It’s telling that Prime Minister Scott Morrison could effectively hand Australia’s sovereignty and national security future to the US and the UK, and yet the two leaders of such nations still can’t convince Morrison to attend COP26.
Morrison is citing Pandemic difficulties, challenges in getting Australia to open up and noting that it would be another “trip overseas”.
“I’ve been on several this year, and I mean it is another trip overseas and I have been on several this year and spent a lot of time in quarantine,” he told The West Australia.
Morrison won’t attend the international climate summit that could determine everything for the future of life on Earth as we know it, because he doesn’t want to spend any more time sitting in The Lodge, a version of quarantine that’s vastly different from what most people experience coming into Australia, or even while self-isolating after coming in contact with a COVID positive case.
The UK has told Australia it will be “very disappointed” if Morrison fails to attend the Glasgow climate talks. British High Commissioner Vicki Treadell told ABC Radio National this week that “the time is now” for Australia to give a firm net-zero emissions commitment. She said that while the UK would “very much love” for Morrison to be there, they have not yet received any confirmation that he will attend.
But Morrison looks set to snub the summit. And while Foreign Minister Marise Payne is a firm no to attending, she said Australia will be strongly represented at the conference. The most senior of such representatives looks set to be Energy and Emissions Reduction Minister, Angus Taylor, who has previously stated there is nothing that “terrifies” him about climate change and resisted calls for zero-carbon targets that would put Australia more in line with the rest of the world.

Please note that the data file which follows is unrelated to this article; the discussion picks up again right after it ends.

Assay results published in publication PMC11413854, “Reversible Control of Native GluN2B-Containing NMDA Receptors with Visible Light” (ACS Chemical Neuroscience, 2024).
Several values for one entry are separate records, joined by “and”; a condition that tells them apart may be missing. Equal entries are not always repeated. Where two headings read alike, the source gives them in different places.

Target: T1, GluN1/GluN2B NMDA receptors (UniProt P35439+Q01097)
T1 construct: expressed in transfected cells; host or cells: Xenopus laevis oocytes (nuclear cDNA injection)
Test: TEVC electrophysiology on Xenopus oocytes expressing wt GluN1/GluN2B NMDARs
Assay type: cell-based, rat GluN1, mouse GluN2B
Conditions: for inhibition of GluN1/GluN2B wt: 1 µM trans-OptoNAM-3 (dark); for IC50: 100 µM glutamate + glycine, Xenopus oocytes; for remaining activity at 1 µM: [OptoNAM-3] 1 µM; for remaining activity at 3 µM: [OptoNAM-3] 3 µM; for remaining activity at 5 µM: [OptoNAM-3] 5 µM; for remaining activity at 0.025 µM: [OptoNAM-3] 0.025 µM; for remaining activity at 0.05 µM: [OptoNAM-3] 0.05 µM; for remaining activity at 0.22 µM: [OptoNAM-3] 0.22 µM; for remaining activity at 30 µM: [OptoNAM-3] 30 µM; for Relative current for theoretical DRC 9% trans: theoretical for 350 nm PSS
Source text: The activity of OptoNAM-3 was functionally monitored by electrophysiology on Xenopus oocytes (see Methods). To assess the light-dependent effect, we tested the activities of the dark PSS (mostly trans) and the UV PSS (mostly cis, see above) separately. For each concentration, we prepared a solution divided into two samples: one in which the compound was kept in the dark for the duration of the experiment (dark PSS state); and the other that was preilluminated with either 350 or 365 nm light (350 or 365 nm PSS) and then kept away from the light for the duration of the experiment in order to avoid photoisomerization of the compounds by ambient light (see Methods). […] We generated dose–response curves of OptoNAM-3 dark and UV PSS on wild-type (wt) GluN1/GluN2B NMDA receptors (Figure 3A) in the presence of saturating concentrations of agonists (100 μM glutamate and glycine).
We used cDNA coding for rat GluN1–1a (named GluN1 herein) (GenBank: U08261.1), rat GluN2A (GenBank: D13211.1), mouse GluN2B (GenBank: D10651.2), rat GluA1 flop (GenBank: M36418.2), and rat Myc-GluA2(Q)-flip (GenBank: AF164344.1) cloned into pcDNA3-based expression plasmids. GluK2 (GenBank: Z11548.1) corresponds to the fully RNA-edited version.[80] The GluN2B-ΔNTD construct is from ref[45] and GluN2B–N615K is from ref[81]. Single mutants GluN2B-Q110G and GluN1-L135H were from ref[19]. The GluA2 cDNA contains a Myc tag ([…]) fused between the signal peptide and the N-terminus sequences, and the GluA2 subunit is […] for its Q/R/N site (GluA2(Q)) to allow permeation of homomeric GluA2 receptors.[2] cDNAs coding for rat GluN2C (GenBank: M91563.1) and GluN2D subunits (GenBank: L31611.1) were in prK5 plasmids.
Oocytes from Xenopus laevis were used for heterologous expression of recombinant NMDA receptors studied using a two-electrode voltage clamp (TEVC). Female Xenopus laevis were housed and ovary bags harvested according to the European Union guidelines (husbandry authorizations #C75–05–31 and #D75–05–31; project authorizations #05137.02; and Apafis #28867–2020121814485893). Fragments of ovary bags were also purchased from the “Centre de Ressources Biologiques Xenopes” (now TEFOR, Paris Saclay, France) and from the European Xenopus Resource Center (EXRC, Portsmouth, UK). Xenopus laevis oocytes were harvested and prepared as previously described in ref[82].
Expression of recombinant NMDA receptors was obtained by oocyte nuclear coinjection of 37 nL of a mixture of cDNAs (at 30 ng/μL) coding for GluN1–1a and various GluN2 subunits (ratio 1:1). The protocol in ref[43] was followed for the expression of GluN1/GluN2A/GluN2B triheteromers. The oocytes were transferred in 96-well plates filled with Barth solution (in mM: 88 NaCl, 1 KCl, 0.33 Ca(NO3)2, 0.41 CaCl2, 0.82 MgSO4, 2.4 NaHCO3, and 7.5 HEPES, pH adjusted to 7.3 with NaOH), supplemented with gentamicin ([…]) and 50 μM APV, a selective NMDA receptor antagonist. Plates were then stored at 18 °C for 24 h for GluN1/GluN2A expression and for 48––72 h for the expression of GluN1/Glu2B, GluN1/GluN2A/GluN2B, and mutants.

As Martyn McLaughlin at The Scotsman wrote on Morrison’s potential COP26 snub, it seems like he can’t be bothered. If this is how the UK’s friends react to such an invitation and encouragement to attend, what then does it say for the UK’s enemies? McLaughlin also notes Morrison’s history of bringing lumps of coal into Parliament and describes him frankly as “an idiot.”
As we’ve previously written on Women’s Agenda over and over again, there are many reasons why Morrison can not be trusted on improving women’s safety and economic freedom and security. But one key reason that goes more under the radar is this stance on climate change and inability to break the convictions of Coalition party members in order to do what’s right and go to the international table to be a part of the solution. As Emily Regus writes for Women’s Agenda today, the impact of disasters discriminate. They can result in negative impacts on male and female gender roles and exacerbate existing safety issues for women.
You can’t claim to be a feminist, or an advocate for gender equality, or at least a man who believes he is supporting and listening to women, without taking an interest in climate change.
You also can’t claim to be giving significant thought to Australia’s future security, if you’re unwilling to fully participate in global climate talks. Pacific island leaders have been pleading with Australia to do more on climate. The UK is urging Morrison to attend these talks. It’s hard to think of a larger, potentially destabilizing force on international relations and global security, then climate change.
When Greta Thunberg this week declared that young people have seen thirty years of “blah blah blah” from world leaders, she made specific reference to Boris Johnson, Joe Biden and Emmanuel Macron as leaders who discuss “building back better” and “green economy” and “net-zero by 2050”.
At least these leaders have something to say on climate change and are willing to go to the negotiating table.